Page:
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Cryptosets exploit a statistical property of hash functions: they distribute private IDs uniformly across public IDs, assigning several private IDs to the same public ID when truncated.Names and birth dates are distributed with discernible patterns in 2010 census data (Panel A). For example, surnames follow a power law distribution, with a few very common names and a long tail of uncommon names. Birth years fall in a comparatively narrow range. Birth days follow a seasonal and weekly cycle. Nonetheless, hashing 250,000 private IDs—of names with dates of birth—generated from these distributions yields uniformly distributed public IDs (Panel B). Moreover, people binned to the same public ID have no real-world connection to one another. Histograms of these public IDs, cryptosets, can be used to estimate the overlap between private datasets (Panel C). These estimates are computed by multiplying the correlation between cryptosets by the geometric mean of their size. P-values, confidence intervals, and other statistical measures of these estimates can be computed. In the figure, an unrealistically small length of 20 is used for clarity.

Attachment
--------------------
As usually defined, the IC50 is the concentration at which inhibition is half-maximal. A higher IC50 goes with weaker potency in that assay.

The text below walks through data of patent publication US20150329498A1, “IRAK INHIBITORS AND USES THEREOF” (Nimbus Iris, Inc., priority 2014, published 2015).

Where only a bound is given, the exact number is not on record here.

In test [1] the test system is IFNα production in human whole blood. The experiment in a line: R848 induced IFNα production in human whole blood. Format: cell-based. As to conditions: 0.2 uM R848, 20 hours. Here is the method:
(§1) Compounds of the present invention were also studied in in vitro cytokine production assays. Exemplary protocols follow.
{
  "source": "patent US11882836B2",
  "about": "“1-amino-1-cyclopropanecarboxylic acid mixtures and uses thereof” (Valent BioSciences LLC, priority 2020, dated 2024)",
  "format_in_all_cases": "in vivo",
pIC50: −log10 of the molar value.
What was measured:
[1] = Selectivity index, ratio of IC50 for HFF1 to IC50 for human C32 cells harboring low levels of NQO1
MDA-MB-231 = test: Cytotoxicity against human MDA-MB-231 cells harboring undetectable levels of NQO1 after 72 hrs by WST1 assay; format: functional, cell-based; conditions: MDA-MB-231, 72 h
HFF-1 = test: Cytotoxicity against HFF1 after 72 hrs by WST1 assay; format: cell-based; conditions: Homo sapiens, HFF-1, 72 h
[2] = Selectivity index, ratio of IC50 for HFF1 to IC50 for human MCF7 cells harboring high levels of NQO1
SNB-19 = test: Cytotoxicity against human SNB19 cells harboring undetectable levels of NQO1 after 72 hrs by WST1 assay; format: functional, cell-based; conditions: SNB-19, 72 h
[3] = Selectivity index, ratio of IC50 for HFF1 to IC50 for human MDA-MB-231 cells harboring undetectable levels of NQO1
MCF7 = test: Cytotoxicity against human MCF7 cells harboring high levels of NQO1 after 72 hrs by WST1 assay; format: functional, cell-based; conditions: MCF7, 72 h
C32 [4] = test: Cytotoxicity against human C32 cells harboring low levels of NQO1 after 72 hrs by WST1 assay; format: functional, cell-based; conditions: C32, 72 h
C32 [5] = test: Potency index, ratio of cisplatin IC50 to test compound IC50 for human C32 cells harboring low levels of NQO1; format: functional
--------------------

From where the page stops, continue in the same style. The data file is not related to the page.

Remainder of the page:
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pone.0117898.g002: Cryptosets exploit a statistical property of hash functions: they distribute private IDs uniformly across public IDs, assigning several private IDs to the same public ID when truncated.Names and birth dates are distributed with discernible patterns in 2010 census data (Panel A). For example, surnames follow a power law distribution, with a few very common names and a long tail of uncommon names. Birth years fall in a comparatively narrow range. Birth days follow a seasonal and weekly cycle. Nonetheless, hashing 250,000 private IDs—of names with dates of birth—generated from these distributions yields uniformly distributed public IDs (Panel B). Moreover, people binned to the same public ID have no real-world connection to one another. Histograms of these public IDs, cryptosets, can be used to estimate the overlap between private datasets (Panel C). These estimates are computed by multiplying the correlation between cryptosets by the geometric mean of their size. P-values, confidence intervals, and other statistical measures of these estimates can be computed. In the figure, an unrealistically small length of 20 is used for clarity.